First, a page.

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Monday, 25 February 2013

Having Fun (And Attaining High Standards In Literacy)

Whenever I go into schools to run workshops I establish three rules at the outset:

 - Respect
 - Give It A Go
 - Have Fun

I always explicitly designate the last of these rules as the most important. I want the pupils to enjoy the process of writing and manipulating ideas, and I want them to leave with positive memories of me and my visit.

Once I have established these rules the pupils are divested of any notion that I am there to ‘judge’ or to ‘inspect’ them and their work. As a consequence they are often less inhibited when it comes to exploring ideas and getting some words down on the page. It is often the case that previously reluctant pupils find it within themselves to write and perform things that maybe they wouldn’t otherwise have, but my emphasis on having fun can, occasionally, have an unintended consequence: pupils are so busy laughing and being likeably silly that they forget to come up with quality work. Sure they’ve enjoyed the process, but no teacher would want to show their finished product to an Ofsted inspector!

It is never my purpose to grind such work out of pupils, so on the one hand this doesn’t bother me too much: able pupils can come up with ‘quality work’ anyway and are given an excuse for the moment to let their hair down, and for less able pupils freedom and fun are surely the first steps on the road to producing quality work. But on the other hand it does raise something of a dilemma. Of course I want pupils to have fun with me, but I also emphatically do want them to produce work that they and their teachers can be proud of. I want pupils to write with a sense of liberation from expectations, but I want their work to have lots of lovely examples of simile, metaphor, alliteration, personification, onomatopoeia and the like. Similarly, I want pupils to find their own voice, but I do not want them to come up with stuff that is infantile, platitudinous or nonsensical. I’m sure a lot of visiting authors would claim to find themselves in a similar position.

I haven’t researched any of this; I haven’t read the relevant articles in the relevant journals or anything like that, but I suspect that, like so many other things when it comes to the classroom, it is all about striking a balance. How might one do this? Well, it seems obvious yet crucial to note that visiting authors are not teachers (they may well be qualified to teach, but they do not tend to visit schools in that capacity). Given this, it is to be expected that the general tone of the session is different to that of a normal school lesson. As I mentioned earlier, I set the tone explicitly at the beginning of each workshop. Once one has established a certain atmosphere by explicitly emphasising the important of having fun, then the rest of the session takes place against this backdrop. Steps can then be taken to direct pupils towards a satisfactory outcome. Perhaps these steps look a bit like what teachers would tell pupils in a normal literacy lesson: use at least two similes, use at least two instances of alliteration, or whatever. The issue may not be the content of the workshop so much as the tone with which it is conducted.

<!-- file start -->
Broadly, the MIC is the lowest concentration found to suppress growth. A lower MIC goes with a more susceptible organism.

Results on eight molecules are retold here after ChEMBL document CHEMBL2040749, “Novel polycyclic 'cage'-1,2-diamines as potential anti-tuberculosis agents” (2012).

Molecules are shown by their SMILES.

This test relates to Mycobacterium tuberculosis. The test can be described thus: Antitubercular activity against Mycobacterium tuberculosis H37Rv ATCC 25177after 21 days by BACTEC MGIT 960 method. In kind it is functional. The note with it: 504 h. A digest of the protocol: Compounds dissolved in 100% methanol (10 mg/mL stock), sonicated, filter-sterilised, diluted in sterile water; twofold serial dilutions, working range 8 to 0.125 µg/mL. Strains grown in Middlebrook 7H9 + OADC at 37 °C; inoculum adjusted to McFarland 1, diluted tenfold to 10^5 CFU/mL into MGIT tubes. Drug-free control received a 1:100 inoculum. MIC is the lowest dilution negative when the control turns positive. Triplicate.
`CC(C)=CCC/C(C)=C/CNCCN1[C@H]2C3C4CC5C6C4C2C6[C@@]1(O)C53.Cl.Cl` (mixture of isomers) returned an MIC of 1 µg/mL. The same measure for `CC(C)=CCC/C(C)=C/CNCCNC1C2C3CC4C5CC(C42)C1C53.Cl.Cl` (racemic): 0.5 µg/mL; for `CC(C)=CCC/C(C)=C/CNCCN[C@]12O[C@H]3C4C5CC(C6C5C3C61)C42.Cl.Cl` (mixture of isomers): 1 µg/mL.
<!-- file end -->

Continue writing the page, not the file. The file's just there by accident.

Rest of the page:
But it must be admitted that something about this continues to grate with me. If I am telling pupils how to write their poems, then are they really giving a part of themselves in their writing? If not, then surely the whole beauty and point of poetry is lost. Perhaps the thing to do is to make suggestions rather than give orders. And perhaps one also needs clearly to identify the purpose of the visit. Is the visit intended to promote poetry/writing as catharsis, or is it intended to raise standards in literacy? If the former, then perhaps no prescriptions or limits need be set at all; if the latter then maybe they do. In all likelihood schools will simply invite a poet in to run poetry workshops, having no more explicit expectations than this. The onus then falls on the poet to decide what sort of workshop leader they want to be, and in turn how they want to market themselves. Speaking for myself, I want to be someone who promotes both fun and high literacy standards; I want to have my cake and eat it too (of course I would never encourage a pupil to use a cliché such as this in their writing!). As I develop and grow, perhaps I will get close to achieving this aim. 

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